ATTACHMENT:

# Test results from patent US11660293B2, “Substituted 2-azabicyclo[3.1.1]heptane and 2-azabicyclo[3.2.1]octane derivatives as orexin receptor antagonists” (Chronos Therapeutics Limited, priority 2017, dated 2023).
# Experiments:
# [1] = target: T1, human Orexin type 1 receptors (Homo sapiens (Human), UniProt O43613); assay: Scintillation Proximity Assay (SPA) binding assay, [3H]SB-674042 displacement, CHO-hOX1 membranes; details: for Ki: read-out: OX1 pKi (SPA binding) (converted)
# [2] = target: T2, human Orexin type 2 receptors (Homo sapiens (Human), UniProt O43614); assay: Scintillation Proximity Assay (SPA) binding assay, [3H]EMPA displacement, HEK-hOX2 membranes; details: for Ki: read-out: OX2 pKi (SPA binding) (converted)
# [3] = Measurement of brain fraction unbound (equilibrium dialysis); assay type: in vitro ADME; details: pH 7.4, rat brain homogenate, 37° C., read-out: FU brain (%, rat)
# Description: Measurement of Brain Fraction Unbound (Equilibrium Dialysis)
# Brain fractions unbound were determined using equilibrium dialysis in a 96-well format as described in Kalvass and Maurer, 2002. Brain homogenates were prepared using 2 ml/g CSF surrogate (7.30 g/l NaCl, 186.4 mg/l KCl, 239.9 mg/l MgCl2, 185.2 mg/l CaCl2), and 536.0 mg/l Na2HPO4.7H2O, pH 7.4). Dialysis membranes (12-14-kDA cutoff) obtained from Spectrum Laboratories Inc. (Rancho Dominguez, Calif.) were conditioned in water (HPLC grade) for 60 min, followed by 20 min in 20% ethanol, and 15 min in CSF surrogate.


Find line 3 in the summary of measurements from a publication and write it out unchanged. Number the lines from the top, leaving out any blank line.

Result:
# [1] = target: T1, human Orexin type 1 receptors (Homo sapiens (Human), UniProt O43613); assay: Scintillation Proximity Assay (SPA) binding assay, [3H]SB-674042 displacement, CHO-hOX1 membranes; details: for Ki: read-out: OX1 pKi (SPA binding) (converted)